Wednesday, October 8, 2008

Shark Project 29th Sep - 13th Oct

My third volunteer placement in S. Africa was on a shark cage diving boat. I was initially apprehensive about doing the volunteering. Not because I am afraid of sharks but because I wasn't sure just how eco friendly such an operation would be. I thought I am not sure if I agree with shark cage diving, but the only way to be sure is to actually do it..

I arrived at 7 in the morning and was immediately asked if I wanted to go straight out on one of the cage dives. I thought 'Does the pope shit in the woods? Is a bear Catholic?'. So I quickly got everything I needed and within half an hour we were scooting out to the sharks.

I had been told that the shark diving was great by people who I had met along the garden route but the sharks were slightly smaller than they expected - about 2 metres. I was also told that you may have to wait around a while before the sharks come. When we anchored it took about 5 minutes before a 3m shark came along - these things are big!

After taking lots of crap photos with my camera of sharks biting bait and the seal decoy it was my turn to go into the cage. I got changed and put on one of the wetsuits provided which was like getting into a combination straight-jacket/corset (not that I have done either!) I then put on boots, mask and a weight belt. Contrary to what people think, shark cage diving does not involve going down in full scuba gear 50 ft below the water. The cage is on the top of the surface and you just sit in it on above the water until a shark comes close, at which point you hold your breath and duck down into the water.

I struggled into the cage and sat there trying not to drown alongside 4 other people. Then the first shark came along and the crew shouted 'divers down at the front'. So down I went - only I did it too late to see the shark. For the next 10 mins everytime I was told to get down I did it too late: 'Down at the front', down I went - gone. 'Divers down left', down, gone. 'Divers down at the right' down, gone.

I was just about to give up entirely when I finally went down at the right moment and there it was passing the cage about 2 metres away. It was a fantastic view but for that particular dive it was about the only one I got. The visibility in the water meant that it was very hard to see sharks underwater. I got out of the cage and soon we were back on dry land.

That was over a week ago now but it seems like a lifetime. I have been out on the boat everyday except one as a volunteer crew hand. Its tough work but we have gotten great views of sharks every day and I have been down in the cage 2 more times. I am still trying to get that ultimate photo of the shark coming out of the water and I still haven't gotten a better view then the first day in the cage but I have 5 more days and a lot more boat trips before I leave.

This is what could happen when I am in the cage.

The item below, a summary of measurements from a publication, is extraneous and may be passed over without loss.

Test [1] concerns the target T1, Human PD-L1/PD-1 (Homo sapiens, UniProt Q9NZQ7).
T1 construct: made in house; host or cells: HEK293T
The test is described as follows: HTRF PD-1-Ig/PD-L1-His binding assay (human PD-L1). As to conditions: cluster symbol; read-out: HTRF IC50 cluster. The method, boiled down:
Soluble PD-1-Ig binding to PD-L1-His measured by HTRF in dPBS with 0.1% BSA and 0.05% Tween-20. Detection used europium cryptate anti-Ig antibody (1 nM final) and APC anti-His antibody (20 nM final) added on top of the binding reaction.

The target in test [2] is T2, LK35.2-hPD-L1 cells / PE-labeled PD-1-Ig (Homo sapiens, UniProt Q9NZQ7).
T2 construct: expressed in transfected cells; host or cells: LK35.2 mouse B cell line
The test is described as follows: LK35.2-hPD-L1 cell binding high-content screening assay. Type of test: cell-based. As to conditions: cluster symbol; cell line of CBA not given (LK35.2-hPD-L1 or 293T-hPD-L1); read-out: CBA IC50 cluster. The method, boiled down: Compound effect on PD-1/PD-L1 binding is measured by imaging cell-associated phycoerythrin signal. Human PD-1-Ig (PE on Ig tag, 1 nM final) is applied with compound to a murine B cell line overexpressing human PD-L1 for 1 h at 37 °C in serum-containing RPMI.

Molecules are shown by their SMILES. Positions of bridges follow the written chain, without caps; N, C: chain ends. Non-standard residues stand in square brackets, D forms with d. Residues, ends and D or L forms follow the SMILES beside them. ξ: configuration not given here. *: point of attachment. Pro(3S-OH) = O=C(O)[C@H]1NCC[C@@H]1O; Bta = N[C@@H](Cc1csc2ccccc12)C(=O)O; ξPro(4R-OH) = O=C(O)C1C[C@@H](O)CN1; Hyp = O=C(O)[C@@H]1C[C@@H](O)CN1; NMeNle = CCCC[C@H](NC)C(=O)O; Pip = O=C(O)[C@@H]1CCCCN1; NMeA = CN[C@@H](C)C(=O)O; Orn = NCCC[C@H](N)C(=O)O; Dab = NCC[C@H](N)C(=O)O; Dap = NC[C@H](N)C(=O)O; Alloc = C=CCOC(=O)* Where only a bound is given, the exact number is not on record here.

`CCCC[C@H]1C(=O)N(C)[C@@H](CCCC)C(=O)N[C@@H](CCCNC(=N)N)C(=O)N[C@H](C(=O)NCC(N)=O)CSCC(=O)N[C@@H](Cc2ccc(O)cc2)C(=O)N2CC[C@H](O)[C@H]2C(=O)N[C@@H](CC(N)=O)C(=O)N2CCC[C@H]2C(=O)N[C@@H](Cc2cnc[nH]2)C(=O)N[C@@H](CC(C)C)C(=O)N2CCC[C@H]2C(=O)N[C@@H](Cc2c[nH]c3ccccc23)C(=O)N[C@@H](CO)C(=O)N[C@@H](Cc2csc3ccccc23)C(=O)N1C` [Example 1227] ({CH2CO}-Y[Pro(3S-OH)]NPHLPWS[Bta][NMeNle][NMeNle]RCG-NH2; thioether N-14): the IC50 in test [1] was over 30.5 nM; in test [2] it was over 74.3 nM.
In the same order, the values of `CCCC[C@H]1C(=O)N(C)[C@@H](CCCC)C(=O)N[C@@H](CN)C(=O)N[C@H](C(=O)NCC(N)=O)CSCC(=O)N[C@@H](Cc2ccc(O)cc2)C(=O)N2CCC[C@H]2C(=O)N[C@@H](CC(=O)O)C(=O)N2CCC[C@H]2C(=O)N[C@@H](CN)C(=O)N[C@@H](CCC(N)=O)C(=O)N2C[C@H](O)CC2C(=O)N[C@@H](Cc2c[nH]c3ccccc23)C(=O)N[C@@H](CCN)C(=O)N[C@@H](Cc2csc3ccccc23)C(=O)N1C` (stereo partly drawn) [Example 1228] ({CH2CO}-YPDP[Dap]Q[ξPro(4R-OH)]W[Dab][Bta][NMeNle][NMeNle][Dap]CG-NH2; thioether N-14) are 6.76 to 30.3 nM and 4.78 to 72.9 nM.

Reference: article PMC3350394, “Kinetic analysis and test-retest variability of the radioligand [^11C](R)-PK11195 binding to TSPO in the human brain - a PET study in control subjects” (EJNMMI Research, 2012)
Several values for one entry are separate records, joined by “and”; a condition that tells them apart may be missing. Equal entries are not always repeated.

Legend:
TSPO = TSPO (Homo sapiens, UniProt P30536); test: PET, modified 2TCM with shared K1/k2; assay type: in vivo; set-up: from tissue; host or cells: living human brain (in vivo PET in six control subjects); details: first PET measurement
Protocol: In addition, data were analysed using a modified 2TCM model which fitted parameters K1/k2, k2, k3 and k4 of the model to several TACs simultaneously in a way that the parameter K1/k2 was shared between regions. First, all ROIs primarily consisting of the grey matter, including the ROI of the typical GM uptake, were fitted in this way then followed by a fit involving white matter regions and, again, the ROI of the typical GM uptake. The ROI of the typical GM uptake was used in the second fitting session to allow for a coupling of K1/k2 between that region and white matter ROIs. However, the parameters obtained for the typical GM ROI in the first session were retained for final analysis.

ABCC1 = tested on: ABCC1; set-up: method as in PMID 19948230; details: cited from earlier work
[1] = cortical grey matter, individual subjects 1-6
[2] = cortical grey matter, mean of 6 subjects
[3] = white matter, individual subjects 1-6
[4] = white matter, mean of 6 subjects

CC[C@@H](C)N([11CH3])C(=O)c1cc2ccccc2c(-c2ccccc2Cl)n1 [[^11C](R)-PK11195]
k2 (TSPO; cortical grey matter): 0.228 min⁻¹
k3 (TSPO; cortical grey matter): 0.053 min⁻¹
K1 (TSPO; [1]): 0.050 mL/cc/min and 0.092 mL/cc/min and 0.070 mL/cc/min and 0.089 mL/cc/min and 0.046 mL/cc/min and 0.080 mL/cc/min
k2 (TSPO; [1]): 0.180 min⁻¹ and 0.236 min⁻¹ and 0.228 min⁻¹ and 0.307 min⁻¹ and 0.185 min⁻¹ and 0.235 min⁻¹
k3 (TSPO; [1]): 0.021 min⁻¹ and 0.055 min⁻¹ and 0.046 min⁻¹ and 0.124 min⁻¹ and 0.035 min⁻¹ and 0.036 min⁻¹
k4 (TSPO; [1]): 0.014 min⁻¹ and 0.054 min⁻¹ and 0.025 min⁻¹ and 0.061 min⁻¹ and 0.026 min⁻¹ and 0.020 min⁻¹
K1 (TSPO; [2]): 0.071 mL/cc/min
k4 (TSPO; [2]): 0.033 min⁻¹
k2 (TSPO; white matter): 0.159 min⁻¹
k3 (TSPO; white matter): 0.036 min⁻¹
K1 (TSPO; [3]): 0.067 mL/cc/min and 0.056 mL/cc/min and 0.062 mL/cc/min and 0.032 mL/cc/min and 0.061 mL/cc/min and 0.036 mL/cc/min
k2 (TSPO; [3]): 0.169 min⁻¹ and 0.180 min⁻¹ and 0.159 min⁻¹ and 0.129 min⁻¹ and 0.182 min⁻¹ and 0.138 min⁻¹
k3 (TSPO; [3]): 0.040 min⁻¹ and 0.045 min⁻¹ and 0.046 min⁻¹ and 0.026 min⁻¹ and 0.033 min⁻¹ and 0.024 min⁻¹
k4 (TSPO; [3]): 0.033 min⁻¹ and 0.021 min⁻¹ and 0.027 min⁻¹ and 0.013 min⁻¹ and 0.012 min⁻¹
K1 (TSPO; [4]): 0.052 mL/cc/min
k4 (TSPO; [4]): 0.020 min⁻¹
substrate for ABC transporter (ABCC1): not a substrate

Cool eh!

Volunteer tasks:

As well as helping prepare the boat for each voyage and cleaning it down afterwards (which is quite tedious and exhausting) a volunteer gets to do some of the following tasks on the voyage:

Data collection which basically means taking photos of any distinguishing features of the fish and noting down size, sex etc. Usually reserved for long term volunteers (ie Kevin).

Helping people put on and take off their wet suits. The advantage of this is that you get to help some rather cute ladies on with their equipment. The disadvantage is that for every nice BBB you get to do you get 2 GGG's

Chumming: Not a weird sexual act but what you do to attract sharks to the boat. It involves mashing up large pieces of fish in a large plastic bin so that bits fall into the water. To do this you have to be right at the back of the boat on a platform that regularly gets submerged. You also have to get buckets of water from the sea to mix with the mashed fish so that it leaks out the side. Oh - one other thing you have to do when chumming is push away any sharks that decide to start biting the back of the boat!

Other tasks include: Helping put the cage into the water and helping retrieve it. Helping weigh anchor and Cutting up bait.

If after all that there is a chance to get in the cage you pop on a wetsuit and in ya go!

One other task that a volunteer has to do is go out and drink! I had thought that as you were having to work on a boat you would just be expected to sit in each night. Not on your nelly! I've been out just about every night to Gansbaai drinking in one establishment or the other. The days we haven't been out at bars we have been at peoples houses for braais. You still have to get up at 7 the next morning, go prepare the boat and then go out in 10 feet high swells so its not for people with a weak disposition!

Glossary Update:

Adjective: Really good, Fantastic Awesome is a word that seems to be used by Americans to describe anything from a nice sandwich to the Grand Canyon. The word should be reserved for things such as Shark Cage diving, swimming with dolphins, Skydiving or 3 in the bed sex with two super models. I've done one - only 3 to go!

Things I have learnt:

If you are going to throw up at sea ensure that you remove your false teeth first. Something one of the clients failed to do on one of the trips. His false teeth are probably being used by one of the sharks right now.

Always remember to put sunscreen on BEFORE you handle the shark bait and not after! Eau de fish.

Throwing a bucket of chum at somebody requires a technique which I obviously have not mastered - as the chum ended up all over me!

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